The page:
Tunisia. Presidential Election in a Fog

There is tension in the air with the start of the presidential campaign. Seldom has an election seemed so open. In choosing their president, Tunisians will also be defining his institutional role.

2 septembre 2019, Tunis
Fethi Belaid/AFP

Anyone who can name the next president of Tunisia is clever indeed, or even name the two run-off finalists among the 26 first round candidates, a ballot scheduled for 25 September. Originally planned for 17 November, the election was moved up following the death of Beji Caid Essebsi on last 25 July. A few months earlier, in the midst of the vacuum created by the massive distrust of the political class, as revealed in the 2018 local elections, Prime Minister Youssef Chahed appeared to have the two-fold advantage of being untainted by the wheeler-dealer decay of Beji Caid Essebsi’s Nidaa Tounes party, and of holding in his hands all the levers of government. Even while sowing doubts about his candidacy—letting on he might prefer to keep his office on Kasbah Square and get one of his cronies elected president—, his youth and his experience in the corridors of power made him a potential favourite.

Eruption of the “populists”

However, with his rather sorry track record, the advantages of this “new broom” quickly lost their lustre and the emergence of new personalities capable of bridging the gulf between the State and the population has considerably complicated matters. Notable among these is Abir Moussi. She is a self-proclaimed heir to the old regime, surfing on the nostalgia for a “strong” State, but too divisive to be a real threat. More significant is Nabil Karoui, a communications and audiovisual tycoon, founder of Nessma TV in 2007 and who, since 2015, has been touring the country’s neglected regions with his charity Khalil Tounes and publicising its operations on his channel. Even though his generosity bears a greater resemblance to the clientelist handouts under the old regime than to an authentic welfare state, he has amassed a real political capital by responding to the need for proximity felt by a population directly affected by the gap between the two Tunisia.

Two weeks after he declared his candidacy on 28 May, a poll placed him at the head of the field. This was a signal that seemed dangerous enough for the government to take a desperate measure, adopting amendments to the electoral law aimed at disqualifying him. But the new law was not promulgated in time by Essebsi and could not be applied. Nabil Karoui’s arrest on 23 August pursuant to a detention warrant issued in connection with his prosecution for tax fraud has every appearance of a political manipulation of justice. The haste with which the warrant was executed—it had been issued that very morning by the indictments division—may be read as an attempt to prevent Nabil Karoui from being protected by presidential immunity were he to be elected or, more trivially, to simply eliminate a rival. The fact remains, however, that even in gaol, he is still a candidate, and now enjoys the status of victim of what his supporters are calling “fascist methods.”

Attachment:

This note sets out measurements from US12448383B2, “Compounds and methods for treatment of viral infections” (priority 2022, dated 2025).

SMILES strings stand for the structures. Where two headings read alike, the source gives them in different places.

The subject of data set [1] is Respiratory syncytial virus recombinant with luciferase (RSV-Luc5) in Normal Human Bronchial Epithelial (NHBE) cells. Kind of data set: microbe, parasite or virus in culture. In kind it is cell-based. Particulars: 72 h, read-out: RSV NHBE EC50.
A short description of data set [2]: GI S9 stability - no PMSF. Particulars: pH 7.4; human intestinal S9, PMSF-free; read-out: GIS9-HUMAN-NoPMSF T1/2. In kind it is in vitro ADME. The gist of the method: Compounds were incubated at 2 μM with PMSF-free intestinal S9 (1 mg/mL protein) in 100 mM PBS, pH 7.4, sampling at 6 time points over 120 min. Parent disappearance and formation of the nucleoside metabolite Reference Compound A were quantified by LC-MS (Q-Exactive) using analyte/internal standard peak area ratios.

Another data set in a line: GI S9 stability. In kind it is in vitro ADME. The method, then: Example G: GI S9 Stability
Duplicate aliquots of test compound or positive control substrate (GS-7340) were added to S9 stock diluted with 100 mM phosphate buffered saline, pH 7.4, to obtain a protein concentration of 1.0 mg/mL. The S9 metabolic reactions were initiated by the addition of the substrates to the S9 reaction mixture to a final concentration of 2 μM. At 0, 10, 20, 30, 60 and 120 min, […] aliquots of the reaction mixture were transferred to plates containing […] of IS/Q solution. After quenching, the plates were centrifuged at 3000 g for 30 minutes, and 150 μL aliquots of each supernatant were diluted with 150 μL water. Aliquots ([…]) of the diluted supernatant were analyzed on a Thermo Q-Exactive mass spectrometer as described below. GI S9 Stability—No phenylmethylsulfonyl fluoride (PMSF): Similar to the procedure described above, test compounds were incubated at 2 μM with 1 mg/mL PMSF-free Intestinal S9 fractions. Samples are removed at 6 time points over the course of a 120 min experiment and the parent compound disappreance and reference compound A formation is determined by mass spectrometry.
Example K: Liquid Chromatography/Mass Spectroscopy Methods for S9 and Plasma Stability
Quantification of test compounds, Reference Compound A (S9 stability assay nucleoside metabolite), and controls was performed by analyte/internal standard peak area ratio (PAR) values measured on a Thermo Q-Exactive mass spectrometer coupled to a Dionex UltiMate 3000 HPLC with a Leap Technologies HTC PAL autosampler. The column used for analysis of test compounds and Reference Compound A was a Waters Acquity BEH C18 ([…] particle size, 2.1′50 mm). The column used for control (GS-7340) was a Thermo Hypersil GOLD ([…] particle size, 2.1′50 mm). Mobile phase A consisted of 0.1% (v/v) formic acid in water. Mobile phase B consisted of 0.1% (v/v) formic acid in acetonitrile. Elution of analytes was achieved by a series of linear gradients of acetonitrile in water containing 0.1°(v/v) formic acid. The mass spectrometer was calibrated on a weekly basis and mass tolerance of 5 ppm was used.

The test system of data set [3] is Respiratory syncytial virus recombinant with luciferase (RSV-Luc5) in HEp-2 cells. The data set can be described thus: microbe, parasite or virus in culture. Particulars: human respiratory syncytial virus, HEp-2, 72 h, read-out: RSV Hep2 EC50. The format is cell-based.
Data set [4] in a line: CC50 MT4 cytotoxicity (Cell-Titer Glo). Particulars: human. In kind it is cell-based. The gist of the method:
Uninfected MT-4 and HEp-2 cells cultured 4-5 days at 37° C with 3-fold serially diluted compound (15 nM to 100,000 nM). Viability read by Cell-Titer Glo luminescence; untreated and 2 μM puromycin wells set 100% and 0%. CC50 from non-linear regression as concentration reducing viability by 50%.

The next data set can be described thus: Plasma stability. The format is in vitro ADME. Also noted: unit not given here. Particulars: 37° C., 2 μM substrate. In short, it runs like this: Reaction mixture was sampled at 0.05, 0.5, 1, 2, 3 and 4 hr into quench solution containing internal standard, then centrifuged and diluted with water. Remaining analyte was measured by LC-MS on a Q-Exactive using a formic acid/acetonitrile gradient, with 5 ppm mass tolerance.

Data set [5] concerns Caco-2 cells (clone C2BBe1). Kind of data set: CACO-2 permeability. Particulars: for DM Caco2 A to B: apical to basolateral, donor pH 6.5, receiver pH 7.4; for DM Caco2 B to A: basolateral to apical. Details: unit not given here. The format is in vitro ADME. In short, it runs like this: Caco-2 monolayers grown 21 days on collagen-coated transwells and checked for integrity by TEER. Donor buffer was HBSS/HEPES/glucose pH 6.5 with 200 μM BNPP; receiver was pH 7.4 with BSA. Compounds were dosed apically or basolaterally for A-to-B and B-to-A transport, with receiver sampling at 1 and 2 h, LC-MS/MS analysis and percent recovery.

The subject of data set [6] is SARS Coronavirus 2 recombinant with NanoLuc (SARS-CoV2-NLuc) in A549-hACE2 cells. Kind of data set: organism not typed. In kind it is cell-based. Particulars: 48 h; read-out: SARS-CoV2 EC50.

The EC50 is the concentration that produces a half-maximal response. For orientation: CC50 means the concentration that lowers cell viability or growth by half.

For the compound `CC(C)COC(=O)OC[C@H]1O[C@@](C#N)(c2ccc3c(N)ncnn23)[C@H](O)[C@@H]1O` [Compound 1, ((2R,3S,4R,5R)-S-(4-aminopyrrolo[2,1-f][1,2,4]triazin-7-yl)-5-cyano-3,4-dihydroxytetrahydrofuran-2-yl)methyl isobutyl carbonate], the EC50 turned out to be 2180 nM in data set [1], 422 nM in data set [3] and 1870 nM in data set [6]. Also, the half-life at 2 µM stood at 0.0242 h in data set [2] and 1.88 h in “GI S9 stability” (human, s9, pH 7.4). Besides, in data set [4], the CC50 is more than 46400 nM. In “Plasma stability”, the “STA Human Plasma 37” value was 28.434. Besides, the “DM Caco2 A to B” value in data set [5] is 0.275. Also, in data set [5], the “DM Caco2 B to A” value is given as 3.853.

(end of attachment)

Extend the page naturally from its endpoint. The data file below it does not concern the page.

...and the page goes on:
The missing figure of «Father of the Nation»

With the death of Beji Caid Assebsi, a new gap has appeared on the political landscape, a space once occupied by the “Father of the Nation,” the guardian of national stability. Widely despised until the very end, that veteran disciple of Habib Bourguiba was nonetheless the last member of the generation that founded independent Tunisia (with Mohamed Ennaceur, President of the Assembly, acting as President) to be connected with the affairs of State. His death has spotlighted the glaring absence of a reassuring father figure as opposed to the array of novices, demagogues and power lovers.

The president’s entourage realised this and put forward Abdelkrim Zbidi, Minister of Defence, to play this role. He was seen next to Beji Caid Essebsi during his last public appearance on 22 July and boasted of having organised the funeral. A Facebook campaign was immediately launched urging him to stand for President, and he agreed “soldier-like” to be a candidate in these troubled times. An independent candidate, but with the support among others of Hafedh Caid Essebsi, still chairman of Nidaa Tounes: this was a stroke of luck for the deceased president’s son, thought to have been sidelined after his party fell apart. If Abdelkrim Zbidi were to be elected, the Caid Essebsi clan would reach the goal Hafedh has been struggling to achieve for the last five years: remain in the circle of power after his father’s death.

Abdelkrim Zbidi is 70, was born in Mahdia and also has the not insignificant backing of the Sahelian elites who have seen themselves as builders of the State since 1956 and who see in him the means to restore the role they have lost since the revolution. However, even benefiting as he does from the prestige enjoyed by the army in the public eye, the least one can say is that he lacks the eloquence of that former attorney, Beji. This is a serious handicap for a campaign and a function in which the power of words is as important as the constitutional prerogatives.

Failed hegemonies

Communication is not candidate Zbidi’s only problem. Besides Youssef Chahed, there are at least half a dozen others out to capture the legacy of the “destourien family” (descended from the nationalist movement) and the remains of Nidaa Tounes. None of them has any real political proposal to make nor any presidential personality to offer, they seem mostly to be disputing the honour of implementing the economic program demanded by international fund providers. And together they may simply be compromising their party’s chances to compete in the run-off.